Wednesday, November 5, 2008

Straight Up or On The Rocks?

Many people prefer their tequila "straight-up" by the shot, but researchers in Mexico have just added a whole new reason to try it "on the rocks".

From the old-time alchemists to modern day tech wizards, there has long been a thirst for turning "lead into gold" and anything at all into something as precious as a diamond.

The first notable success was at General Electric on December 16th, 1954 when the late
H. Tracy Hall became the first scientist to produce diamond from carbon. His process made synthetic industrial diamond commercially viable in large quantities.

But what about
synthetic gem diamonds? To make a long and quite technical story short, synthetic gem diamonds have been around since the early 1970's.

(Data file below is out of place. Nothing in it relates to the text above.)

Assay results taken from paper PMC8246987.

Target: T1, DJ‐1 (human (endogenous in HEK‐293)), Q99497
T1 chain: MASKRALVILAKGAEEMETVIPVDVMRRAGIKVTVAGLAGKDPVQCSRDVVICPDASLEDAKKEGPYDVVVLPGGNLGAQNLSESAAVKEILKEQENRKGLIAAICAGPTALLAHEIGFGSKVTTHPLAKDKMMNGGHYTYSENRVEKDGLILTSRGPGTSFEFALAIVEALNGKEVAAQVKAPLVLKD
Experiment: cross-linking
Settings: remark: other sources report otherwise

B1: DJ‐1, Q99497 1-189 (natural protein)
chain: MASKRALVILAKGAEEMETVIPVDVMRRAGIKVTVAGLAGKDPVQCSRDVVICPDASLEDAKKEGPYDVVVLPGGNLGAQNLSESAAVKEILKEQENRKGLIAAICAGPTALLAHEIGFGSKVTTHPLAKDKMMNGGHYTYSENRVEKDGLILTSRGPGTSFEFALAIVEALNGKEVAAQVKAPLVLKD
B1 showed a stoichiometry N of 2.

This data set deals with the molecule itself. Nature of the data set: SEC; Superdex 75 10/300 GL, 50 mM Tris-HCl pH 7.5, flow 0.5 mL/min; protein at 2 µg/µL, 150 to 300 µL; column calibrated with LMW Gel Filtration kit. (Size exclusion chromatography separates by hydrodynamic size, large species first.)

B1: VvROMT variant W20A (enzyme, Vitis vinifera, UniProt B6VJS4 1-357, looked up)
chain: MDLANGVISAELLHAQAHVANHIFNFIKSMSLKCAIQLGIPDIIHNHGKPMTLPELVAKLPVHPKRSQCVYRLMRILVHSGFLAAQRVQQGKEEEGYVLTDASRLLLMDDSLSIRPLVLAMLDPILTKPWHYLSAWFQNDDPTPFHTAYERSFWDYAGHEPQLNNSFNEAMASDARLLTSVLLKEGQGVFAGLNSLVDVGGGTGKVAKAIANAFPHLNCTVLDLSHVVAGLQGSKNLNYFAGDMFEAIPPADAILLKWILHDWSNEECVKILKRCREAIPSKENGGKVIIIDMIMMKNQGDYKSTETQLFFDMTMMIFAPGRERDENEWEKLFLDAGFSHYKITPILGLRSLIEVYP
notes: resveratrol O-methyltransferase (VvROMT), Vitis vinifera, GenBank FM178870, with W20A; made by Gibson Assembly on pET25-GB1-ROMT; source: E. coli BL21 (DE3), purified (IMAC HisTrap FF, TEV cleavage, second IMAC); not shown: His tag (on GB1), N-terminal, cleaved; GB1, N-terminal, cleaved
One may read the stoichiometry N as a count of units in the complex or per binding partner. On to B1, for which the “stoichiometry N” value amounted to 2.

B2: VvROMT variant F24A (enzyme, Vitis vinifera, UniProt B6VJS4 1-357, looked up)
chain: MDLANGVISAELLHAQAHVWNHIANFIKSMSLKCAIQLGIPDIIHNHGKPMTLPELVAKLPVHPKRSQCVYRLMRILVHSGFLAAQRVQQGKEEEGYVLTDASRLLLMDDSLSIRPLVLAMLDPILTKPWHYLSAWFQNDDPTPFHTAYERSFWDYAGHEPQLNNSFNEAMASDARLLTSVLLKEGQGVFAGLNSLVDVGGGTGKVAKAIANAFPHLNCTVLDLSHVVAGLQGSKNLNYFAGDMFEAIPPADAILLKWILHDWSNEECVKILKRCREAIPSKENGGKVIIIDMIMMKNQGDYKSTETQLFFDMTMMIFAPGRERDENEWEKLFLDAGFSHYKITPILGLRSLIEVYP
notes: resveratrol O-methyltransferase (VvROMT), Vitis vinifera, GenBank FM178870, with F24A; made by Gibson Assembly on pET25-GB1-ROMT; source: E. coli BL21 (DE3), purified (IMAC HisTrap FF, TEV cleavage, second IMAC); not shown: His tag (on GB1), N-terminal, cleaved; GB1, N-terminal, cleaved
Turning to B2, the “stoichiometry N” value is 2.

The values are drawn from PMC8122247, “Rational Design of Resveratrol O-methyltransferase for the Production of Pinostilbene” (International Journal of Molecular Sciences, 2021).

There are two main methods of making diamonds in a lab - high temperature high pressure (HTHP) and chemical vapor deposition (CVD). In a nutshell, HTHP produces single crystals and CVD produces polycrystalline films.

While each method of synthesis presents challenges in production and use, the good news is that thus far the technology to separate synthetics from their natural diamond counterparts has kept current.

Now, let's cut to the "chaser".

To the best of my knowledge, natural diamonds are a non-renewable resource. Although there are still more diamonds to find in the ground, ironically Mother Earth has given up her business of producing any "new" ones.

So, what do you suppose will happen to comparative diamond values in the future?